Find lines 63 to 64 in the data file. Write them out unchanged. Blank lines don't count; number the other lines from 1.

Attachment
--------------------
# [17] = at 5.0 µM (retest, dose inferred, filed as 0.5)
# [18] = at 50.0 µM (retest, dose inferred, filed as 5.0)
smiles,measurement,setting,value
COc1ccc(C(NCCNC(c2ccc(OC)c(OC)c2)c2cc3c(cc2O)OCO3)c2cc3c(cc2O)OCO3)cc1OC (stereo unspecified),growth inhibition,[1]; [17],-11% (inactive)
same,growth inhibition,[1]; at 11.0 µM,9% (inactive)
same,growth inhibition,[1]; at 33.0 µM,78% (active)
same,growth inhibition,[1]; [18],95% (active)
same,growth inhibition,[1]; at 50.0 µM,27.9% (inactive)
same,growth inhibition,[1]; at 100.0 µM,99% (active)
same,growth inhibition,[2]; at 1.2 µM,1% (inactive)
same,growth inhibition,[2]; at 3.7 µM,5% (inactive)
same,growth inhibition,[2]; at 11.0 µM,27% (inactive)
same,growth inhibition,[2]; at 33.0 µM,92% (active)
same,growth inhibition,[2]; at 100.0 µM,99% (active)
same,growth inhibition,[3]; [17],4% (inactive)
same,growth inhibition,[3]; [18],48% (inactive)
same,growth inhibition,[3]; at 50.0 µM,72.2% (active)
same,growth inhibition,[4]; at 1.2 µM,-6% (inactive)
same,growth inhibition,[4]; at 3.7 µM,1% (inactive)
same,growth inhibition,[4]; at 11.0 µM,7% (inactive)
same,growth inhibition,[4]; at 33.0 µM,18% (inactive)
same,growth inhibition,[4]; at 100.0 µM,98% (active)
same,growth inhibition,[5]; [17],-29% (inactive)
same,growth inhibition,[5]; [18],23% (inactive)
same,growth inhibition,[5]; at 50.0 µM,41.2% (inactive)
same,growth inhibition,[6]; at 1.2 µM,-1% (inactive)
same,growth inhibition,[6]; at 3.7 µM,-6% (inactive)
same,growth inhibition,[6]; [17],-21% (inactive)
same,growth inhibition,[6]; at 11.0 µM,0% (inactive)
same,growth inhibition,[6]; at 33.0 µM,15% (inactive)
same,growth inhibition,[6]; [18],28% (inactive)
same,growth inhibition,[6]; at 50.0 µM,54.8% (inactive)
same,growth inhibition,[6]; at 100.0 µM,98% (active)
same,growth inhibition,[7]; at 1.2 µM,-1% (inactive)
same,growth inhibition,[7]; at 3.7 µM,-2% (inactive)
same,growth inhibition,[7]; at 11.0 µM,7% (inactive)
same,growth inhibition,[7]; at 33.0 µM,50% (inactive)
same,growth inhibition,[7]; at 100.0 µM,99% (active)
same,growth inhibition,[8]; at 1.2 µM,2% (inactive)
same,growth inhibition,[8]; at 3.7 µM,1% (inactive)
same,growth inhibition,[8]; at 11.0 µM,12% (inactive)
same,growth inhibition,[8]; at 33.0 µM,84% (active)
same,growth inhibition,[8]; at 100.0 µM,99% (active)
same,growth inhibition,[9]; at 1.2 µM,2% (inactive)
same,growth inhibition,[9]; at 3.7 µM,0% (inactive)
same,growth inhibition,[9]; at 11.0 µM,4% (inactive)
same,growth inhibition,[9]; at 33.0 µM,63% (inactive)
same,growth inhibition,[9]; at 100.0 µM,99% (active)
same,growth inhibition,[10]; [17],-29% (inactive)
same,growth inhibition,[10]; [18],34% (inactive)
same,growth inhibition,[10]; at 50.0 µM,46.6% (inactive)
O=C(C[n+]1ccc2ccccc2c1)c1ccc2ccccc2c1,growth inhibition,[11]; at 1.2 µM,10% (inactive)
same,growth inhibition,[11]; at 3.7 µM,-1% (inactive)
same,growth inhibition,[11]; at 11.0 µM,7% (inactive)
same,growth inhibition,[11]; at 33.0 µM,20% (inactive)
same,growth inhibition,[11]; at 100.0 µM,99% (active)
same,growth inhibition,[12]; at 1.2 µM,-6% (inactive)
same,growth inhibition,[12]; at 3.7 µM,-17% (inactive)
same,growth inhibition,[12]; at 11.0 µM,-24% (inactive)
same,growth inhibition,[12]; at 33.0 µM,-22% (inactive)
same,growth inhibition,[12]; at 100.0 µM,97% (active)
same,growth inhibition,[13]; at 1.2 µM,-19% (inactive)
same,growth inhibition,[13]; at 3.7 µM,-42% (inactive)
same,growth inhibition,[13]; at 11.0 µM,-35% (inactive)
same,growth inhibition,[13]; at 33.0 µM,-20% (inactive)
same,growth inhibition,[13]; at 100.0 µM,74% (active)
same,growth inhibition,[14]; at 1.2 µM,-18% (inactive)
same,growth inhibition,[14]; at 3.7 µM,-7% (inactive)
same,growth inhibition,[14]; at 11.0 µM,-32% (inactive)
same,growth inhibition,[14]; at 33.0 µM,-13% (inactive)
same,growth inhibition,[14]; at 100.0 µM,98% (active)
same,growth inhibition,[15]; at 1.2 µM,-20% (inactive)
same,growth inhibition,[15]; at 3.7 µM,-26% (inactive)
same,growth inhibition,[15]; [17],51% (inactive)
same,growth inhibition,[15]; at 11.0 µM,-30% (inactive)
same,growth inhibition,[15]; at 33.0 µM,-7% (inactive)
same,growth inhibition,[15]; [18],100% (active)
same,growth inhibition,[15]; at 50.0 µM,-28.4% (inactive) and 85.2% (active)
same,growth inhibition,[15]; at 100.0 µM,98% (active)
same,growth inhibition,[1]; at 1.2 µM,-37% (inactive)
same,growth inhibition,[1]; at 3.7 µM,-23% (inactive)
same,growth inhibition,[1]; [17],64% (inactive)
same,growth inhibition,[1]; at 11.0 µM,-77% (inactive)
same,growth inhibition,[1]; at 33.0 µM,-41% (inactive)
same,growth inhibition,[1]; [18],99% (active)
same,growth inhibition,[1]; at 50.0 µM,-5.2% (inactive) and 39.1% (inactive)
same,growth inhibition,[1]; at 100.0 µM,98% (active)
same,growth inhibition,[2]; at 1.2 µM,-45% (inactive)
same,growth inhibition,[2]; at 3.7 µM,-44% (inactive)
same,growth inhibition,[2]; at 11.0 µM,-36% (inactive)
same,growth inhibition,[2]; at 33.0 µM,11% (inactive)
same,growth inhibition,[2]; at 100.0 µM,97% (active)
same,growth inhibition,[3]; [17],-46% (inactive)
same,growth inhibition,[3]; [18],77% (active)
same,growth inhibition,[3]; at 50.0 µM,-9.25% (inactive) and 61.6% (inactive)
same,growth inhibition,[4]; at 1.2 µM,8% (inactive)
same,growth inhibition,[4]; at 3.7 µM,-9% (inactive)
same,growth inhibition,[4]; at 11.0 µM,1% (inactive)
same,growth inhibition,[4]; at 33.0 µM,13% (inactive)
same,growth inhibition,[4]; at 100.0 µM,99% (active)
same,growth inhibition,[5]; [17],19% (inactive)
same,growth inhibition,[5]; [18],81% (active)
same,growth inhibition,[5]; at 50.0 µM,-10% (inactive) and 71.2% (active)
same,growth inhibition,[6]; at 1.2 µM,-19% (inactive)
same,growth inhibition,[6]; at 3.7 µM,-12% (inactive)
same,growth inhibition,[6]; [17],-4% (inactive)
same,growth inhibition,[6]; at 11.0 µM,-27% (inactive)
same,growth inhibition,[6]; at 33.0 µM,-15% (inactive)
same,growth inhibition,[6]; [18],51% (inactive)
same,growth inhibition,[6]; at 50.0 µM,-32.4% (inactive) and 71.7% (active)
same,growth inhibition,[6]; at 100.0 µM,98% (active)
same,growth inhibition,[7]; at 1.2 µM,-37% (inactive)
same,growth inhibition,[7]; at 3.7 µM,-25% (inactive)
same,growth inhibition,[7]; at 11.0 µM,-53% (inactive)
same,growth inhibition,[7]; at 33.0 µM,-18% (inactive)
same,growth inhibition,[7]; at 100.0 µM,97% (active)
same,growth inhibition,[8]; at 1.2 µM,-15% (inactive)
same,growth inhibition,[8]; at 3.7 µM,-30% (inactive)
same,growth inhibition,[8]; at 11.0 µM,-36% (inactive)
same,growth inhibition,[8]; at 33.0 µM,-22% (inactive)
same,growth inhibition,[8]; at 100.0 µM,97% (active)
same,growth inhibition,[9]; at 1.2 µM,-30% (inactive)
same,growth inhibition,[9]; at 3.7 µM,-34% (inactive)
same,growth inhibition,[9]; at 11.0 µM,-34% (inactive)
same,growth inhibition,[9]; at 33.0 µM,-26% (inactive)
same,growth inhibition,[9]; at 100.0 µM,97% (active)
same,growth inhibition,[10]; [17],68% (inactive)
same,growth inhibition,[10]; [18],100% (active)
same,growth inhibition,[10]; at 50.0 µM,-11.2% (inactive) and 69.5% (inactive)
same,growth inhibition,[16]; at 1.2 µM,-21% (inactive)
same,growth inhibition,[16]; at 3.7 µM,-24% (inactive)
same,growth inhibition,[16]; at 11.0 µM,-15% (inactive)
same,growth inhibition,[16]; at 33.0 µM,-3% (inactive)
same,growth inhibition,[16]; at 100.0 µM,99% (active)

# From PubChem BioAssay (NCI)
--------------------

same,growth inhibition,[13]; at 3.7 µM,-42% (inactive)
same,growth inhibition,[13]; at 11.0 µM,-35% (inactive)